P2P Slammed as "New National Security Risk"

Peer-to-peer software sharing, which has now become almost synonymous with copyright infringement, has always been a proverbial bogeyman to media producers, who fear losing customers and revenue to easily obtained free content. Now, critics allege that P2P may be dangerous to whole nations, as unsuspecting users unwittingly share confidential documents to millions. Retired General Wesley K. Clark, board member of Tiversa, a company which trawls P2P networks looking for sensitive information, warned against the dangers of unrestricted P2P use in his address at a United States Government Reform Committee hearing.

"We found more than 200 classified government documents in a few hours search over P2P networks," said the General. "We found everything from Pentagon network server secrets to other sensitive information on P2P networks that hackers dream about. If everyone knew the scope of the risk of P2P networks, America would be outraged and demand solutions. If you wait for the lawsuit, you have waited too long." Clark revealed that many of the leaks were both fresh and complete, distributed on home computers over P2P networks; to combat the problem, he suggested regulation and mandatory defensive active monitoring programs, especially for sensitive government documents.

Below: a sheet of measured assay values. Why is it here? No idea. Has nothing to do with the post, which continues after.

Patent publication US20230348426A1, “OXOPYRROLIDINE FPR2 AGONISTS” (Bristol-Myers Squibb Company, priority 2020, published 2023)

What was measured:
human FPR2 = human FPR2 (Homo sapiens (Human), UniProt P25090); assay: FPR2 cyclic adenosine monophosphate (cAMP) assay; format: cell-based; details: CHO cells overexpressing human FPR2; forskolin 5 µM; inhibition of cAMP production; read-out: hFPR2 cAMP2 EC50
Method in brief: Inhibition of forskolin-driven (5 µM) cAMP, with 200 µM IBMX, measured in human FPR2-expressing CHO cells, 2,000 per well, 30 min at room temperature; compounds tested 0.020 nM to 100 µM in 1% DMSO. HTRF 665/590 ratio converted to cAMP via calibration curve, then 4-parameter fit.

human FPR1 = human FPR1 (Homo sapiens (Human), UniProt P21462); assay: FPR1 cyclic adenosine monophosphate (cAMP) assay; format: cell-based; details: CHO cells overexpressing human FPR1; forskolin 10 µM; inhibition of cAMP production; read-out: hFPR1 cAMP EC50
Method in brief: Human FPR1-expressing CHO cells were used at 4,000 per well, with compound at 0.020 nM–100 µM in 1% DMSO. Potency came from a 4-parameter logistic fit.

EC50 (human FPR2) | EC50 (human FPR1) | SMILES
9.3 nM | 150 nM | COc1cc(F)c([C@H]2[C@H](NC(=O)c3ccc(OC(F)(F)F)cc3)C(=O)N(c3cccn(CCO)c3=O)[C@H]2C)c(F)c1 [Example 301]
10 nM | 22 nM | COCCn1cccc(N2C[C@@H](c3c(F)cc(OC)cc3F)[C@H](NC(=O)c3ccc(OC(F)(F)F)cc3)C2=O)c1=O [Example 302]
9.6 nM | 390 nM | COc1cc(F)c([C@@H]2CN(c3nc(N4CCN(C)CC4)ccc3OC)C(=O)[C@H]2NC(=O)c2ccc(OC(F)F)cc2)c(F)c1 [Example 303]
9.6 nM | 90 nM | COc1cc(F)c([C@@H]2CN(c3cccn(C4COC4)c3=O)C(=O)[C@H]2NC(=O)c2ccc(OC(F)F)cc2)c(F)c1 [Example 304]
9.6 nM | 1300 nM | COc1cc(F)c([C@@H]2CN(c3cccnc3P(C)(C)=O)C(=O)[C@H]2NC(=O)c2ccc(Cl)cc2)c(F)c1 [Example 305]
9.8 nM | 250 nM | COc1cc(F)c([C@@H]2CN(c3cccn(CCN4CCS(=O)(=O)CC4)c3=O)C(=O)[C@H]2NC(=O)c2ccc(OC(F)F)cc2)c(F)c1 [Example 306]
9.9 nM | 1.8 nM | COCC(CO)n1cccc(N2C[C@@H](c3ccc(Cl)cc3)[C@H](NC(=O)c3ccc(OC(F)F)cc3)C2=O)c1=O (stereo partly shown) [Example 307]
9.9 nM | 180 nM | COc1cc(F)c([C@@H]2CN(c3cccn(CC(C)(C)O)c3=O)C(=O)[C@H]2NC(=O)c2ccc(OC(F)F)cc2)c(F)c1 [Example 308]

Of course this isn't the first time P2P has come under fire for leaking potentially damaging materials. In March, the United States Patent and Trademark Office released a study on how file sharing threatened national security. According to USPTO CEO Robert Boback, the study found "thousands of corporate cases from banking statements, server passwords, financial data, public company data, human resources, medical records and Fortune 500 company minutes on compliance." Henry Waxman, chair of the US House of Representative's Committee on Oversight and Government Reform, invited LimeWire and StreamCast to testify along with other interested experts on illegal filesharing, hoping to better grasp, and better fight, this growing problem.

News source: Full Story on vnunet.com

Report a problem with article
Previous Story

MediaCoder 0.6.0 Build 3825

Next Story

Scientists Tout 3-D Facial Recognition

56 Comments - Add comment